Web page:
Developing the ideas that shape good writing skills

The first in a series of tutorials on writing – FORMING GOOD IDEAS FOR WRITING

My greatest challenge in the linguistic-culture transition from French to English was coming to grips with the hidden meaning behind the words in the English sentence. Things more mature English speakers take for granted are mountainous obstacles to the linguistic/literary ‘immigrant’/student. If the nuanced changes within a single metaphor in a language is difficult, imagine the challenge the immigrants feel! They are regularly blindsided, by the ‘silent’ emphases, .

How can the immigrants/learners overcome linguistic challenges, and speed the transition to writing excellence in their own, or in a new language? I found the following few pointers helpful, and made them my constant ‘companions’ in my journey to more linguistic/literary efficiency:

  1. Develop a love for words, by looking them up and noting them in a ‘word-note’ file in your mobile. Start with words applicable to the things you love to do. Carry a pocket dictionary of every language that interests you. Apply the concept of starting with what you love even when you are learning a new third, or fourth language. I learnt rudimentary Spanish in one year with this technique.
  2. Whenever you find a quote that says something to you, type it into a ‘quote-note’ file in your phone.
  3. Expand your search for quotable ideas, stay ready, even when at a movie, or with a friend. Develop an appreciation for things/ideas spoken well, and that sound good to your ears.
  4. Check what others are saying about it on Wikipedia, or through other more direct literary sources
  5. Memorize interest quotes and repeat them often to yourself, and they will begin to ‘unpeel’ their meaning to you.
  6. Use this technique with the Scripture, memorize it, see how the bible applies it, and then relate it to your life. Repeating it in your mind, opens up layers upon layers of meanings you never knew were there.
  7. Write down everything you learn through this process in your ‘note’ file in your mobile.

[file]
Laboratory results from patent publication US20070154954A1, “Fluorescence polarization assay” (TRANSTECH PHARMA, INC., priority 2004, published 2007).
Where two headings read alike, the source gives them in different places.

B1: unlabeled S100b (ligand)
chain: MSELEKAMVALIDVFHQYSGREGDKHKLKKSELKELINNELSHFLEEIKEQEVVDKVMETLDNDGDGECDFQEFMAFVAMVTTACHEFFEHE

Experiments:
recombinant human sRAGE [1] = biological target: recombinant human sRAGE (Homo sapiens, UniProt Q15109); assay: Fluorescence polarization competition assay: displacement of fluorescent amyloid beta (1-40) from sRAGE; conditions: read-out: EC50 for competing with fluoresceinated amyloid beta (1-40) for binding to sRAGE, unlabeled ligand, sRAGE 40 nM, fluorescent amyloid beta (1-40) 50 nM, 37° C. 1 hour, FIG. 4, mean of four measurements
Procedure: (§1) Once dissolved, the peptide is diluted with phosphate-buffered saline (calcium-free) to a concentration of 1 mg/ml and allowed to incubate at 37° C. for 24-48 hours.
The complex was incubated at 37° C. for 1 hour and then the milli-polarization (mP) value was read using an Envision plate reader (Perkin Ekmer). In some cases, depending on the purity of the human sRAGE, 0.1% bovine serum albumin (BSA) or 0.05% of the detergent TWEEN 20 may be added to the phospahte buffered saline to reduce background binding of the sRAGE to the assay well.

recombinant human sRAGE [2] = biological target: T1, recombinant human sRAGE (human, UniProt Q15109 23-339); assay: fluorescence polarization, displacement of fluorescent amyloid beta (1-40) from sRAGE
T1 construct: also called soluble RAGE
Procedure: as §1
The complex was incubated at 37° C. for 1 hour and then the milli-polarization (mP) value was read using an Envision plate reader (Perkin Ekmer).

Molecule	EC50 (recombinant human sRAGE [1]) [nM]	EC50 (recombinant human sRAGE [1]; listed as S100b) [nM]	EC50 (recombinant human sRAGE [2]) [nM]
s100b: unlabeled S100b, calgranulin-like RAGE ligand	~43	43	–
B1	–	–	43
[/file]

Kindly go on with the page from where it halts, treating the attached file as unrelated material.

8. Always go to bed with a notepad and pencil at your bedside. A fertile mind produces even while you are asleep. I receive some of the best ideas in the middle of the night, and am thankful the next day that I had written it down.
  9. Do not be overcome by what you do not know, or by what others seem to know so well. Stay interested. Remember that words come easy when you write about what you have lived. Resist writing always about what others live; you will feel that something is missing.
  10. Remember to write down the stories of your life; they will bless your children, even if no one else, but your words, their meaning, the moments they capture, their structure, their form, their application will grow, and become your greatest teachers.
  11. Develop a reading discipline on/for the topics that interest you, and make notes in your ‘word’ or ‘quote’ note file of sentences that strike you as deeply meaningful
  12. Read poems; they are the lifeblood of a language, its culture, its history, its hopes, its failings.
  13. Develop the same love you have acquired in those near you. In our case, I began to read to our three children every night the stories that meant something to us as a family when they were 1, 3, and 5, and did not stop for ten years reading about 12 pages per day. Today, they have a massive vocabulary, are all studying in tertiary education, and more than that, they have become strong thinkers and communicators.

The following article written by Dave Kerpen, “25 Quotes to inspire you to become a better leader” will encourage you also:

Winston Churchill read a book a day. He said it would make him a better leader.
We, even if we do not have the same pressing urge he had for knowledge, can take a lesson from his habit, and how it inspired his prolific life and writings.

Make good words a focus of your day (Philippians 4), and soon, the wonder of new-formed ideas will flow onto the pad, and then to seed your path with an excellence that is beyond the words that seeded it.

Keep on


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(The conclusions, or opinions expressed within this article are entirely those of the author of this article. It is not our intention to suggest either that the authors/writers quoted, in any way agree with what we have written, or that we are expressing their full view on any of the subjects covered)